The markets crashed last week, with carnage on Thursday, as foreign funds sold heavily. It is always difficult to predict, which way stocks will move, but at some stage, valuations will have to come into the picture. We believe that valuations are stretched at these levels. However, that is not the only reason, there are plenty of other reasons to stay away from the markets and avoid large-scale buying. Here are some of the reasons.
If you purely go by the Sensex EPS of Rs 1500, markets are trading at 18.4 times trailing earnings. Now, it is important to note that the historic price to earnings multiple for the Sensex companies has been 16 times, which means 18.4 times is higher. This also means that stock prices based on the Sensex p/e maybe at least a good 10 per cent higher. There are many who feel that earnings will grow substantially in the next few years, that will justify valuations. However, we have been hearing that story for many quarters now.
US Fed rate hikes
The US Federal Reserve is set to hike rates in December 2016. In fact, the decision not to hike in September was a close call. Most economists are expecting a sure interest rate hike in the month of December. In simple terms what this means is that money moves from equities to government securities. This is not good news for shares. Investors start chasing higher yields in debt and start to sell shares, when the US Fed hikes interest rates.
Earnings season already disappointing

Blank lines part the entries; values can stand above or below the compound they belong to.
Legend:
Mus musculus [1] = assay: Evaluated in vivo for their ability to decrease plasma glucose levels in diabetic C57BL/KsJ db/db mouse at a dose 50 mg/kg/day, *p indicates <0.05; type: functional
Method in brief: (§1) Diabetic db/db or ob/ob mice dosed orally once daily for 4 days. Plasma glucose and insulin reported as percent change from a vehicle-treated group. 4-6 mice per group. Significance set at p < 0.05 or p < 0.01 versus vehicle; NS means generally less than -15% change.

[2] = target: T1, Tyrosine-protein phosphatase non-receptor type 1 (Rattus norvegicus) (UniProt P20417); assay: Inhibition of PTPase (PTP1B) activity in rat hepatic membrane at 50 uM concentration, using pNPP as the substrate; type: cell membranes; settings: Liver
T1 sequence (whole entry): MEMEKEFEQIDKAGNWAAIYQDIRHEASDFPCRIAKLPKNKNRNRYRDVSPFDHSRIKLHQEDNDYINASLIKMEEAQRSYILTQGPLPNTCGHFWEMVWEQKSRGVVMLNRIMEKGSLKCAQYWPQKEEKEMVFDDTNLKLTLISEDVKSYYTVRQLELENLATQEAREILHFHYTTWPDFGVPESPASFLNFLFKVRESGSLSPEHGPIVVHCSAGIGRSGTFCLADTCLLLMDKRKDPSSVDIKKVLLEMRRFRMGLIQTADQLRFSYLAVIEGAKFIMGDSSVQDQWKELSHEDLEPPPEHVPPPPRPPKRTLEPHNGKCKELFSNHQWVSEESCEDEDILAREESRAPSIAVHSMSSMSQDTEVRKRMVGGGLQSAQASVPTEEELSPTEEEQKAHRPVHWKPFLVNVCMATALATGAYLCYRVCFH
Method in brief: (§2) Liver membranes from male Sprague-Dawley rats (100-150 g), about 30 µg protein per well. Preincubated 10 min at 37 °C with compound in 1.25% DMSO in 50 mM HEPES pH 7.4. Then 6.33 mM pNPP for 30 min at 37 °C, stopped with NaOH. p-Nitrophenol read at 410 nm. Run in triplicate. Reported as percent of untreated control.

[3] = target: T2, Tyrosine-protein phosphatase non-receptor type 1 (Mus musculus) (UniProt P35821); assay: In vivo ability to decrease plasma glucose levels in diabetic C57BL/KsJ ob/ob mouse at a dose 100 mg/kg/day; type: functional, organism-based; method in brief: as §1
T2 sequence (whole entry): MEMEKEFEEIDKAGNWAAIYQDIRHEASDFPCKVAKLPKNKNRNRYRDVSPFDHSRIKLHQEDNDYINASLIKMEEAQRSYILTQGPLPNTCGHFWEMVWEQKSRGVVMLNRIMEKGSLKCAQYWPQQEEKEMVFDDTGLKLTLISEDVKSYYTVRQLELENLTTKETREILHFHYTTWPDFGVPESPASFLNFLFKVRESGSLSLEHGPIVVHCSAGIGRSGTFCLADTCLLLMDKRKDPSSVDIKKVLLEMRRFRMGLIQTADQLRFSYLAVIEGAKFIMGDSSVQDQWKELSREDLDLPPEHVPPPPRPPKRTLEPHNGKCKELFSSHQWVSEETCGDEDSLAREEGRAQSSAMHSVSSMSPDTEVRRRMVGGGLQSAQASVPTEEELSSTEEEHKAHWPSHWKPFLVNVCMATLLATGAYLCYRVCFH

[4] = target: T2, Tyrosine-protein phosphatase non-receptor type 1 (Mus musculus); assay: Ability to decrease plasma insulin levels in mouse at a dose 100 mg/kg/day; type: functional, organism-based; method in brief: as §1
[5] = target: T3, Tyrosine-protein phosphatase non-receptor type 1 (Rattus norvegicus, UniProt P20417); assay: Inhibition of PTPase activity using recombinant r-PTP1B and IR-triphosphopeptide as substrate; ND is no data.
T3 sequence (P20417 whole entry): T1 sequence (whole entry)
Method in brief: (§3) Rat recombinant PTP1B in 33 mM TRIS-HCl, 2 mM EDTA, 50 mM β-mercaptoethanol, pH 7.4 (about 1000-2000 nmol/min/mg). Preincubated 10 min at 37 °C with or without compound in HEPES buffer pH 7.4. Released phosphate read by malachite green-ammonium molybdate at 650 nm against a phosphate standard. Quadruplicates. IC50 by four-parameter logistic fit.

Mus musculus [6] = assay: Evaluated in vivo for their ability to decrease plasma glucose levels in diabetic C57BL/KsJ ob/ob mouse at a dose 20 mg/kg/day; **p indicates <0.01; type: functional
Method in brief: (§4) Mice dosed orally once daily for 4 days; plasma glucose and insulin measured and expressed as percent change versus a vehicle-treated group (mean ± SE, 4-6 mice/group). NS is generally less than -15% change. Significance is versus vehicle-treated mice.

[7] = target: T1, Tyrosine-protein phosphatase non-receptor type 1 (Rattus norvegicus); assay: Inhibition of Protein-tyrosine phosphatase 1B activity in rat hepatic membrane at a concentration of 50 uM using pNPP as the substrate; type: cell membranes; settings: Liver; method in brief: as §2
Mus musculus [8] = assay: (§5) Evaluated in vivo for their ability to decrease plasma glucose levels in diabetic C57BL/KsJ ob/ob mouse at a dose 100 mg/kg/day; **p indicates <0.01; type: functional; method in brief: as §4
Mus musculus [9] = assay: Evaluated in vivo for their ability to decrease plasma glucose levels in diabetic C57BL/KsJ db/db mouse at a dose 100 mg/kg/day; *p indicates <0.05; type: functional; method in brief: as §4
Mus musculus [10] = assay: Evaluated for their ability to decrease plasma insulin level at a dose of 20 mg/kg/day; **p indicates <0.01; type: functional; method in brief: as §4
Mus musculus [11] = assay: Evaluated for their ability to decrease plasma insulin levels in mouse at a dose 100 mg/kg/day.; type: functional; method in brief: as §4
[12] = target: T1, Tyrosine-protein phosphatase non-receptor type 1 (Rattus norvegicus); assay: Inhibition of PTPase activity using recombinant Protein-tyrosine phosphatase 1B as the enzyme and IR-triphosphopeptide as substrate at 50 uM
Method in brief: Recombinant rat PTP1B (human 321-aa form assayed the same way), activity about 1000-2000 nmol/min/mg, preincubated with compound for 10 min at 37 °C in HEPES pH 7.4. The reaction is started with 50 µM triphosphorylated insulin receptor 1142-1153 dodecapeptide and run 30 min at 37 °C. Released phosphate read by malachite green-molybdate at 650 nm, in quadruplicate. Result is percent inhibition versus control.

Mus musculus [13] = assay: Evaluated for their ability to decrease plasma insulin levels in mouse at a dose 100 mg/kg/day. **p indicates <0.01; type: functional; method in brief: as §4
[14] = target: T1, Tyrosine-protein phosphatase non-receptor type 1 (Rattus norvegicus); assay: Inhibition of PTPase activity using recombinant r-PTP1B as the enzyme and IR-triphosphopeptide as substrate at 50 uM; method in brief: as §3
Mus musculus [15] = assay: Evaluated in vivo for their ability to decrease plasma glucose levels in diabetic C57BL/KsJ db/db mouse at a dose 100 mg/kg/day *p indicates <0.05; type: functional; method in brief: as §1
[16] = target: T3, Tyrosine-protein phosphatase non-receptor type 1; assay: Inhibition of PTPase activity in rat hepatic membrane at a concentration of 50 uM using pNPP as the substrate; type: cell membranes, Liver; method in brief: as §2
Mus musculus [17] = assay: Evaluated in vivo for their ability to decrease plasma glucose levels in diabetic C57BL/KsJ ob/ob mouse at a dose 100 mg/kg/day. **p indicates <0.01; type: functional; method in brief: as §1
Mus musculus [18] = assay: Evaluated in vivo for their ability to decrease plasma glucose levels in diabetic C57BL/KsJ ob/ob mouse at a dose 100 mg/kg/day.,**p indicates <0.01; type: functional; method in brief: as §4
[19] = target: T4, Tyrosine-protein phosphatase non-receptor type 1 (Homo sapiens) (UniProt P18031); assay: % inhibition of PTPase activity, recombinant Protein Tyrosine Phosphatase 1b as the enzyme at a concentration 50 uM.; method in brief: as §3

The earnings season has already been very disappointing. Both tech biggies like TCS and Infosys have under performed. Some analysts foresee the tech sector continuing to under perform. Government owned banks, infra companies and select cement companies may continue to perform poorly. There is no place that really has value, except probably the private sector banking space. However, that space is heavily overvalued and investors have to pay a price for quality and growth.
Foreign Portfolio Investors are selling
Foreign portfolio investors are selling. On Thursday and Friday they sold shares worth Rs 2,000 crores. With worries that interest rates in the US would rise, it is unlikely that they would stop selling. In fact, these set of investors have been consistent buyers for the last few months. There are a host of worries on the global front as well.
Unlikely to be too many interest rate cuts
There is unlikely to be too many interest rate cuts too fast. The RBI already cut interest rates last month and it is unlikely that we will see interest rate cuts anytime soon. There are worries that inflation will edge higher, which will make the Monetary Policy Committee cautious before hiking interest rates.
There are a host of worries on the international front. Data that came out last week, has not been too encouraging. Chinese export data that came in last week, showed that exports had slumped almost 10 per cent. On the other hand comments from US Fed Chair, Janet Yellen, indicated worries over the growth in the US economy. Worries over Deutsche Bank in the US would continue to weigh on markets there.